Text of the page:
Chapter 6


Tips ⚠️️

  • Use try.purescript.org to test out the code examples in this book.
  • Whenever the example code starts with module Main where, make sure to clear out the code editor on try.purescript.org before pasting new code in. This will help to avoid unncessary errors

Variables in functions

We've talked about creating variables in chapter 1, but these variables were created at the top level. Although variables declared at the top level can be useful in their own right, variables are most commonly used within functions. There are two ways to declare variables within our functions...

let bindings

The first way to create a variable in a function is using the let keyword. Try out this example:

module Main where
import Prelude

addThenMult :: Int -> Int -> Int
addThenMult a b =
  let
    sum = a + b
  in
    sum * 2

As you can see above, the general form for declaring let variables is as follows

function x =
  let
    name1 = value1
    name2 = value2
  in
    name1 + name2

That is, first we type let, followed by our variable declarations (we can have as many declarations here as we want), followed by the in keyword and finally the rest of the function. What's happening here is that the variables declared in the let statement are assigned values, and then once we move to the lines past the in keyword, we can then use those variables in our final calculation.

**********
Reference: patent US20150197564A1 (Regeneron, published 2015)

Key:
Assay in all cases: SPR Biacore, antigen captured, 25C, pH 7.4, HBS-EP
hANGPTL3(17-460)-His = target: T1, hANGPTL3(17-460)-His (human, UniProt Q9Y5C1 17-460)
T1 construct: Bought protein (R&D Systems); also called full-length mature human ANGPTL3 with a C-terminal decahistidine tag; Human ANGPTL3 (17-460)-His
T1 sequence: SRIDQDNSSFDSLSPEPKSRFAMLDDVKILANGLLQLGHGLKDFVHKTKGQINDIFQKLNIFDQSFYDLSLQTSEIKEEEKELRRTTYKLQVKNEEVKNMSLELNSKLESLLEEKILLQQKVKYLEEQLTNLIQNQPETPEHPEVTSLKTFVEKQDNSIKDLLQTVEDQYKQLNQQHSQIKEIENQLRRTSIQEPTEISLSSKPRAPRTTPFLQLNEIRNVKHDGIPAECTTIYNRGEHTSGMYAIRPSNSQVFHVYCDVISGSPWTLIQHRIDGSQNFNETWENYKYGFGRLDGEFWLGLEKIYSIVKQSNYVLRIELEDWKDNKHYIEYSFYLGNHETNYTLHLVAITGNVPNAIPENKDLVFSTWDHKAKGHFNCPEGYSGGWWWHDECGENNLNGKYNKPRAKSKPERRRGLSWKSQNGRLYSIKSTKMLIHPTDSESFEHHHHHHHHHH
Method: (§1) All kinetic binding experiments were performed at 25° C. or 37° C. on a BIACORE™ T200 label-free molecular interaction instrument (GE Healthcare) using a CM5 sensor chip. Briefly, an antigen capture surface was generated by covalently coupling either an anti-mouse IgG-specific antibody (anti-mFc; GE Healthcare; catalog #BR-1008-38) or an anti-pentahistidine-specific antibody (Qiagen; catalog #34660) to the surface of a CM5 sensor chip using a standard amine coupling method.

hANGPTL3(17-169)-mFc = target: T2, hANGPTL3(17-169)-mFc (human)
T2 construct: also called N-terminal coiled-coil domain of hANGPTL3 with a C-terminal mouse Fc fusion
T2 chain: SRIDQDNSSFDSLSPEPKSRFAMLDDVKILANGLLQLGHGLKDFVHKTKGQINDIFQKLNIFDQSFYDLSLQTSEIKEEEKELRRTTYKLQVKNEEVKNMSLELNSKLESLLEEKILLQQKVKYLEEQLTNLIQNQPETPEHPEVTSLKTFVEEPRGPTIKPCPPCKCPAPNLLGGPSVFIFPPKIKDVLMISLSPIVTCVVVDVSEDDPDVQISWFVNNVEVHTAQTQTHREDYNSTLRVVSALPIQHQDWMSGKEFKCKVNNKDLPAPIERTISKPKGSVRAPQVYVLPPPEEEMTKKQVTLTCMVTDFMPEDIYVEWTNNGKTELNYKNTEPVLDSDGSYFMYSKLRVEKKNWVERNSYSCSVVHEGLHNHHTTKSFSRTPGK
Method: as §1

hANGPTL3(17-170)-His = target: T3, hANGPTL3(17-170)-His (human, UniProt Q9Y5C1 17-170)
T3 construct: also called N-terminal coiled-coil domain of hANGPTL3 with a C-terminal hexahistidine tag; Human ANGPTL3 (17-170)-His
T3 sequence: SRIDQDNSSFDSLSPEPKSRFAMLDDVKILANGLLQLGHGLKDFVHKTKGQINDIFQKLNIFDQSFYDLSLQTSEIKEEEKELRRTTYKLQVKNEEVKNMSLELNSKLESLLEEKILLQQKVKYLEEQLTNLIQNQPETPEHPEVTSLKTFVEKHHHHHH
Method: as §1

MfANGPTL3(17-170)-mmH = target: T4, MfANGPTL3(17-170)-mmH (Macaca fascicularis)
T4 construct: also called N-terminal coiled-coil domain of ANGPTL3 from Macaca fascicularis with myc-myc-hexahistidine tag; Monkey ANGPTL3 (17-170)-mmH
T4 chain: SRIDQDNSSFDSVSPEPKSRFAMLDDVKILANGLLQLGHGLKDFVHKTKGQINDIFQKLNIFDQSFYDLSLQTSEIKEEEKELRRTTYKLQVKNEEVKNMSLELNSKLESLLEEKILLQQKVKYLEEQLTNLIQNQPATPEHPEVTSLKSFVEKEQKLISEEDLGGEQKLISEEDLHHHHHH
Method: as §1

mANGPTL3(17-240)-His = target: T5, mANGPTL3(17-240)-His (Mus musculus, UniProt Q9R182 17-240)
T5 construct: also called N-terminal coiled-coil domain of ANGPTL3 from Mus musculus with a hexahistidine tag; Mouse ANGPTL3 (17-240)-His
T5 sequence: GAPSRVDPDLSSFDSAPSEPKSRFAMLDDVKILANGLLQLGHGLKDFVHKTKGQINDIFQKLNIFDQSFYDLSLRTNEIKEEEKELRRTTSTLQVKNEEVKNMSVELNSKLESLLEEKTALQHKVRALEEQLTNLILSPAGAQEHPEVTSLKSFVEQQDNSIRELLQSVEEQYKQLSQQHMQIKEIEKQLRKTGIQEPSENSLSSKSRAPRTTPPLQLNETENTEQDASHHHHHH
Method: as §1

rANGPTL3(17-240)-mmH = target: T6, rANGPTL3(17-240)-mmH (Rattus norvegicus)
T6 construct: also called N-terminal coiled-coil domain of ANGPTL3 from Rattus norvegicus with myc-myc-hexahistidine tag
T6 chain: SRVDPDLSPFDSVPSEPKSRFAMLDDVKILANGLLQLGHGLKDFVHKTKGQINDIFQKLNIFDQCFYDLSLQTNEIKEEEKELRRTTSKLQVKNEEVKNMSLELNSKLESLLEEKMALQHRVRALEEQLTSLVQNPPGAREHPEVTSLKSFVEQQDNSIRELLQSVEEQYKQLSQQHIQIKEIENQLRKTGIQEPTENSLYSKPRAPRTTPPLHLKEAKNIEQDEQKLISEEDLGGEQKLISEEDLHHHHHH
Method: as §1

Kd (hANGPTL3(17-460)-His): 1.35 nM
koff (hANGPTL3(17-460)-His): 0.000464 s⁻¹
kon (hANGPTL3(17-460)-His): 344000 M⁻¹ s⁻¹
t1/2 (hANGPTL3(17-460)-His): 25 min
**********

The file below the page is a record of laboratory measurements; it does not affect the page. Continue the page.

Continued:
Let's look at a more motivating example.

Complex functions

Can you tell me what this function does?

mysteryFunction :: Number -> Number
mysteryFunction p =
  p - (p * 0.24) - (p * 0.05)

The above function just looks like random number crunching! Even if you could deduce exactly what its doing, we haven't done ourselves any favors by typing it out this way. If we had used variables, the intent of this function would have been much clearer. Let's try that again..

lessMysteriousFunction :: Number -> Number
lessMysteriousFunction p =
  let
    price = p
    couponDiscount = price * 0.24
    memberDiscount = price * 0.05
  in
    price - couponDiscount - memberDiscount

Ah! Now we have a much better idea of what this function does. Its calculating the new price for some item after applying a coupon and a membership discount. (If you consider 5% to be a good discount that is; I don't. I think you all know which store im looking at here...)